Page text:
Although osteopaths treat many conditions, most people think of us as ‘back specialists’. Back pain is what many osteopaths treat a lot of the time. Osteopathic treatment does not target symptoms only but treats the parts of the body that have caused the symptoms. Osteopaths have a holistic approach and believe that your whole body will work well if your body is in good structural balance, Imagine, for example, a car that has one of its front wheels not quite pointing straight. It may run well for a while, but after a few thousand miles, the tyre will wear out. You can apply this example to the human body, which is why it is so important to keep the body in good balance. We use a wide range of techniques, including massage, cranial techniques (sometimes referred to as 'cranial osteopathy') and joint mobilization and this breadth of approach allows us to focus on every patient’s precise needs.

Osteopaths assess and treat people of any age from the elderly to the newborn and from pregnant women to sports people.

How we do it
Your medical history
Before we start to treat you, we will make a full medical assessment. We take time to listen to you and ask questions to make sure we understand your medical history and your day-to-day routine. We’ll ask you about things like diet, exercise and what is happening in your life, as these may give clues to help our diagnosis.
We may feel your pulse and check your reflexes. We may also take your blood pressure and refer you for clinical tests, such as x-rays, if we think you need them.

Your posture
We usually look at your posture and how you move your body. We may also assess what happens when we move it for you and see what hurts, where and when.

Trouble areas

Using touch, we may also find the areas which are sensitive or tight and this helps us to identify what’s going on.

When we have done this, we can diagnose your condition. We may sometimes feel that osteopathy is not appropriate for you and refer you to your GP or another specialist such as an orthopaedic surgeon.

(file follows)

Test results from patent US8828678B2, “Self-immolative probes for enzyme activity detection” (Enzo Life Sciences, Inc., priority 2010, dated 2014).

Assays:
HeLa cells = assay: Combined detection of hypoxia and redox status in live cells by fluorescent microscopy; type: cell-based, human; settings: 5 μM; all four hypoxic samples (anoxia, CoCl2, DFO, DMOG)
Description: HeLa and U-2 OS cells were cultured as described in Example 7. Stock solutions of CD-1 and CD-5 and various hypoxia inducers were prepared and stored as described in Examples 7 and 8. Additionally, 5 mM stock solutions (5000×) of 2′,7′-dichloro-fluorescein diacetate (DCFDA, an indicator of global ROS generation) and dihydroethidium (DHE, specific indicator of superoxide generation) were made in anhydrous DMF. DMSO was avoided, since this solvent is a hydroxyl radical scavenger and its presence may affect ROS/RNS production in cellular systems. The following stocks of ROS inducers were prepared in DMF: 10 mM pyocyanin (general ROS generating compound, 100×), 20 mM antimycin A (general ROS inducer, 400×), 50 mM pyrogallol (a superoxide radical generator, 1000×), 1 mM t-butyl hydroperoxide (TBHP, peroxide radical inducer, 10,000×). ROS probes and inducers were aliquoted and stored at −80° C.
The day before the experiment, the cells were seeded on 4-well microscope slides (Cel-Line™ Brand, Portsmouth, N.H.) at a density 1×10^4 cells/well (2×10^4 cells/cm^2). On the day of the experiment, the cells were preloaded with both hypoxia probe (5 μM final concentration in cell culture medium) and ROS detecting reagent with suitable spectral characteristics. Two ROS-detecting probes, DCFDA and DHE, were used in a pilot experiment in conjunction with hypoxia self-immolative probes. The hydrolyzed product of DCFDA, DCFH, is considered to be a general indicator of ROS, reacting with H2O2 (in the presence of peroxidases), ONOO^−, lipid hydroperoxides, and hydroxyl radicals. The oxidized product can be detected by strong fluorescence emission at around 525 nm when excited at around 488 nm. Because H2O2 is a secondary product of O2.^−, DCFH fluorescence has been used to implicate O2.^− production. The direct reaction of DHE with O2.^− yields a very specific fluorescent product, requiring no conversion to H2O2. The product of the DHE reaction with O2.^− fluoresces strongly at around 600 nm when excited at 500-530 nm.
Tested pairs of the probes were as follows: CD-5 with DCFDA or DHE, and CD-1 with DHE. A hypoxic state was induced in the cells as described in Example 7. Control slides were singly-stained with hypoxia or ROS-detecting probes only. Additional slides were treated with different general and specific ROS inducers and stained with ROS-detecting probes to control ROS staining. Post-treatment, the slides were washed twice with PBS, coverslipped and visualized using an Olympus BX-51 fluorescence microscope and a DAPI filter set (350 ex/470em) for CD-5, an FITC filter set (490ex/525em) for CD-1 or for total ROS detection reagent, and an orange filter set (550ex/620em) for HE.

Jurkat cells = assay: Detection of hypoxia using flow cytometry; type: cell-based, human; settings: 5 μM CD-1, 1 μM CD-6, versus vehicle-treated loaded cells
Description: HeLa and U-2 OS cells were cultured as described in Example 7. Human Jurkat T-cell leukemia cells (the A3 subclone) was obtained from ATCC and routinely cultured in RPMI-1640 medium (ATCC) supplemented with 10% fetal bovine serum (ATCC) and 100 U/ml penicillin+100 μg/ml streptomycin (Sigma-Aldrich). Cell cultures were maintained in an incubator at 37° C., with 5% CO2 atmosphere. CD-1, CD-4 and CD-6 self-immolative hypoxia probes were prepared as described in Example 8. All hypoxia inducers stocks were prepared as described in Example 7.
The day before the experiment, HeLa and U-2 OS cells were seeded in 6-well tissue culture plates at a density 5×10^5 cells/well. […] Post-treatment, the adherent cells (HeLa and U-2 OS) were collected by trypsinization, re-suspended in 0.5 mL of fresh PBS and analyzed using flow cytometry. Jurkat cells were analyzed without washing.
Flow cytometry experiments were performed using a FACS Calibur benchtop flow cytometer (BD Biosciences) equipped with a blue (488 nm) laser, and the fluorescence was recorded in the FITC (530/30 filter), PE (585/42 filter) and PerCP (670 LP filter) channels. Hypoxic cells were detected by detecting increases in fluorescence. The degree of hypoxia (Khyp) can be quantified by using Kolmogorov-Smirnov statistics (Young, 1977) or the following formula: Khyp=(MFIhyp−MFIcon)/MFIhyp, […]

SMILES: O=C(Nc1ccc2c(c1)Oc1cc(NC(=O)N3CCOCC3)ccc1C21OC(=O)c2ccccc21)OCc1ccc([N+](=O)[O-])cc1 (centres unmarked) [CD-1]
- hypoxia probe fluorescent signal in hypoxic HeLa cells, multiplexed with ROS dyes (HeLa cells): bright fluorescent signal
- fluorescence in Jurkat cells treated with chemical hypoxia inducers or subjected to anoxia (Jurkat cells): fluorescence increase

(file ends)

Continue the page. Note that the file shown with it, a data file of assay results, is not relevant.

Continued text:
Your treatment
Osteopaths use a wide range of gentle manipulations, depending on your age, fitness and diagnosis.

Treatment is different for every patient but may include techniques such as different types of soft tissue massage and joint articulation to release tension, stretch muscles, help relieve pain and mobilise your joints.

Sometimes, when we move joints you may hear a ‘click’. This is just like the click people get when they crack their knuckles.

We may discuss exercises that you can do to improve your posture and movement in your workplace and everyday life.

Conditions we treat
The most common conditions that we treat are:
• back and neck pain
• shoulder and arm problems
• pelvis, hip and leg problems
• sports and other injuries
However, patients have found osteopathy helpful for many other conditions. If you want to find out more, any osteopath will be happy to talk to you.

What should I wear?
As with any medical examination, you will probably be asked to undress to your underwear, so please wear something you are comfortable in.

Can I bring a friend or relative?
Yes – if you wish, you can have someone present throughout your consultation and treatment.

Does it hurt?
Some soft tissue treatment may cause discomfort during treatment. Your osteopath will tell you what to expect, and will want you to let them know if you are in pain.  You may feel a little stiff or sore after treatment. This is a normal, healthy response to the treatment.

Do I need to see my doctor first?
You do not need to see your doctor first if you are paying for your own treatment. However, some insurance companies require you to see your doctor first.  Osteopathy is available on the NHS in some areas – and national guidelines say it should be available everywhere for low back pain.

How much does treatment cost?
The costs of treatment vary from practice to practice and across the country – make sure you ask before booking

How many treatments will I need?
The number of treatments you need depends on the condition and person we are treating. We aim to keep your appointments to a minimum. Your osteopath will be able to tell you within a short period of time whether they can treat you or if they need to refer you to someone else.


Rob is a member of the British Osteopathic Association. Below is an article on the history of the BOA taken from their website http://www.osteopathy.org/W8E82IE8

The BOA is a merger of the three professional bodies representing osteopaths and was formed in 1998. The roots of the three founder member organisations are deep.